Download John Donne: The Critical Heritage by A.J. Smith PDF

By A.J. Smith

The writings during this moment quantity on Donne conceal the years among 1873 and 1923. the gathering comprises statement and feedback from Henry Morley, Edmund Gosse, W.F. Collier, Rudyard Kipling, Charles Eliot Norton, Henry Augistin Beers, Thomas Hardy, W.B. Yeats, Ezra Pound, T.S. Eliot, and so on. jointly those works list the evolution of serious perspectives on Donne from 19th century onwards, and his transforming into significance within the twentieth-century literary canon.

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Additional resources for John Donne: The Critical Heritage

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It is also clear that the relationship of feeling and thought, an issue often mentioned as a way of criticizing Donne for being over-intellectual, was open for further discussion. Grierson still turns to Tennyson as a touchstone, comparing Donne’s religious questioning to Tennyson’s, but suggests that the passion of ‘Crossing the Bar’ grows ‘a little pale’ in comparison with ‘A Hymn to God the Father’. An anonymous reviewer of Grierson’s edition in the Nation wrote in a way suggestive of slightly more liberal social attitudes to sexuality.

However, his place in history is safe because he ‘first made it possible to think in lyric verse, and in a variety of rhythms and stanza schemes’ while retaining ‘a quality of song and the suggestion of instrumental accompaniment of the earlier lyric. ’ The question of the relationship between Donne’s life and his work has remained an important strand in criticism. The New Critics, who followed Eliot in his declaration that ‘biographical data’ are irrelevant to literary value, made it possible to concentrate on the thought and emotion in poems without moral censure of Donne the man.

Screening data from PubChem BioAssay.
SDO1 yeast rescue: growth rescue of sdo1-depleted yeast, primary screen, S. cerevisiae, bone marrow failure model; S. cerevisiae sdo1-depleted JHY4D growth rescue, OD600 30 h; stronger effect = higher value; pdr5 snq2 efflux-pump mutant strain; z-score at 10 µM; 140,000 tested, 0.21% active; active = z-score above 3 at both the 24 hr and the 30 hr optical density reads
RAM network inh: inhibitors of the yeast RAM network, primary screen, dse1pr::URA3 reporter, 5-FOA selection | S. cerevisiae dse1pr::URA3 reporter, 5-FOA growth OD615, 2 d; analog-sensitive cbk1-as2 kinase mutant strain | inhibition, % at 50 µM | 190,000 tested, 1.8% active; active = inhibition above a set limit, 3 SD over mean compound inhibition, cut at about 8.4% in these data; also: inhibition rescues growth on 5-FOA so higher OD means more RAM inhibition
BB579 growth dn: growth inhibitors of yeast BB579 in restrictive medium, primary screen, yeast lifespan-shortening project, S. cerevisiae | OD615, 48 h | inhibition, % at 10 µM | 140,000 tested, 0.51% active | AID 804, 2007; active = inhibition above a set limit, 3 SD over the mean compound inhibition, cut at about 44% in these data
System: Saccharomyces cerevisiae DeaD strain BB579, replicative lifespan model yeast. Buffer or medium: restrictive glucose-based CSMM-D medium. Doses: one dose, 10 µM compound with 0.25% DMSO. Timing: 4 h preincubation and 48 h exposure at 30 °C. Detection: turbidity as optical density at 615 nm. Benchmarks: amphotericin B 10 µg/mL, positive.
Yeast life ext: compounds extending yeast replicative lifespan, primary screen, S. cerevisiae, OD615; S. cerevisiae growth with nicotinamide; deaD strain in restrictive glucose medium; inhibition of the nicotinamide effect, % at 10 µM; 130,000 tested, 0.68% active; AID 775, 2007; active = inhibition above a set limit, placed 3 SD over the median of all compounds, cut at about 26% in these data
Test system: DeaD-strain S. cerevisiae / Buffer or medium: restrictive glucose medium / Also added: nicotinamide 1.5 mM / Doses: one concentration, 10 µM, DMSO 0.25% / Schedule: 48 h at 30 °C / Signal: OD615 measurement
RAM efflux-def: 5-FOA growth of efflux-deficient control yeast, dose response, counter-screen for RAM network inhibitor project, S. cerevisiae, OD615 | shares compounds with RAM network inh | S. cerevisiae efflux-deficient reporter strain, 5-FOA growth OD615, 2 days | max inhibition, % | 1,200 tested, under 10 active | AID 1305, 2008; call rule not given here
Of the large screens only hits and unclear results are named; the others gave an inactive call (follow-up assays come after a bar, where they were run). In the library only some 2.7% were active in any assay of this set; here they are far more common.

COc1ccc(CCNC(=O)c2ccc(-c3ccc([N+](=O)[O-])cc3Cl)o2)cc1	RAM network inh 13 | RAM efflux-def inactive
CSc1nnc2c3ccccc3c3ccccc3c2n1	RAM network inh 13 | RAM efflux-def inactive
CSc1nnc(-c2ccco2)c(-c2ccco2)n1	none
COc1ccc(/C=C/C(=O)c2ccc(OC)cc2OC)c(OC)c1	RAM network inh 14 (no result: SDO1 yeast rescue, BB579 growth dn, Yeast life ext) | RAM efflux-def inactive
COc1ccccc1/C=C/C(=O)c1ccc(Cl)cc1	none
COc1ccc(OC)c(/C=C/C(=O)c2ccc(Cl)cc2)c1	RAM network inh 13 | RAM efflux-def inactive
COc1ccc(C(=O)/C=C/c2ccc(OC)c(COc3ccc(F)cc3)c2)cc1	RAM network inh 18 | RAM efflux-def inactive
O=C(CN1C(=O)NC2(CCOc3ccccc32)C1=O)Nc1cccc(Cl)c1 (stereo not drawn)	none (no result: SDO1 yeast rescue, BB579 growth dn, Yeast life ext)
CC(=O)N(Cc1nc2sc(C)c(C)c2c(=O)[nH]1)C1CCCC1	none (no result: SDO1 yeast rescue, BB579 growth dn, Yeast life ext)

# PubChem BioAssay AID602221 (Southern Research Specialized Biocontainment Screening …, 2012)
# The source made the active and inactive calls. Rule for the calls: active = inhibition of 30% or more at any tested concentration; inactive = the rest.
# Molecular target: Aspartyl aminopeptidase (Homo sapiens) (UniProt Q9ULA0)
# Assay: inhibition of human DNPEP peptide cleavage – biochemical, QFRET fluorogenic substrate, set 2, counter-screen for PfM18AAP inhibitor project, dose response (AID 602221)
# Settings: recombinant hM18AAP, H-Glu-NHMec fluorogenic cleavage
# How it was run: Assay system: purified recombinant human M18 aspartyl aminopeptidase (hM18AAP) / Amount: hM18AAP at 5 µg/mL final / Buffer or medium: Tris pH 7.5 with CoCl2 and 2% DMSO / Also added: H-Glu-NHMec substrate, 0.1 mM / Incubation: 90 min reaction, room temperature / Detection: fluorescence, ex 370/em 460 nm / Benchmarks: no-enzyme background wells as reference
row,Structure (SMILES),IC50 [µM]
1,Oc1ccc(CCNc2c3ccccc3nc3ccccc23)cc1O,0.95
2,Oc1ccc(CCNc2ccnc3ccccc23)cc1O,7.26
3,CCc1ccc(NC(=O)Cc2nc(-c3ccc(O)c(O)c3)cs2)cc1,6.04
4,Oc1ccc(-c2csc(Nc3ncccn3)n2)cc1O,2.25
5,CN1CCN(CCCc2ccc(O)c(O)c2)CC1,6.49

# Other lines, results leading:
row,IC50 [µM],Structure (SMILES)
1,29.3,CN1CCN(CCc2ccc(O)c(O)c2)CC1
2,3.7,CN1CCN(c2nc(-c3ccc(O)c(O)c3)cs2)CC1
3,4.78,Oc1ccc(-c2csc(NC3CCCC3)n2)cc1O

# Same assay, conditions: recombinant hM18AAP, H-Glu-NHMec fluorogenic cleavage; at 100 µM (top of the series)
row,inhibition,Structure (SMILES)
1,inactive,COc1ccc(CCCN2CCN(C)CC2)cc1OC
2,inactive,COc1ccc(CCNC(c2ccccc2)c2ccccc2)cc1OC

Gosse’s provision of a context for Donne’s writing provoked in reviews of his book a flurry of historical comments, such as Richard Garnett’s of 1899, contending that Donne’s conceits, especially at the beginning of poems, were a transference to poetry of what was customary in the letter-writing of the day. Leslie Stephen similarly explained that Donne’s thinking was filled with the scholastic controversies of the time and that as the preachers of the next generation, such as Tillotson and South, ‘condescended to drop their doctoral robes’, so Donne’s style became obsolete, and so his reputation waned.

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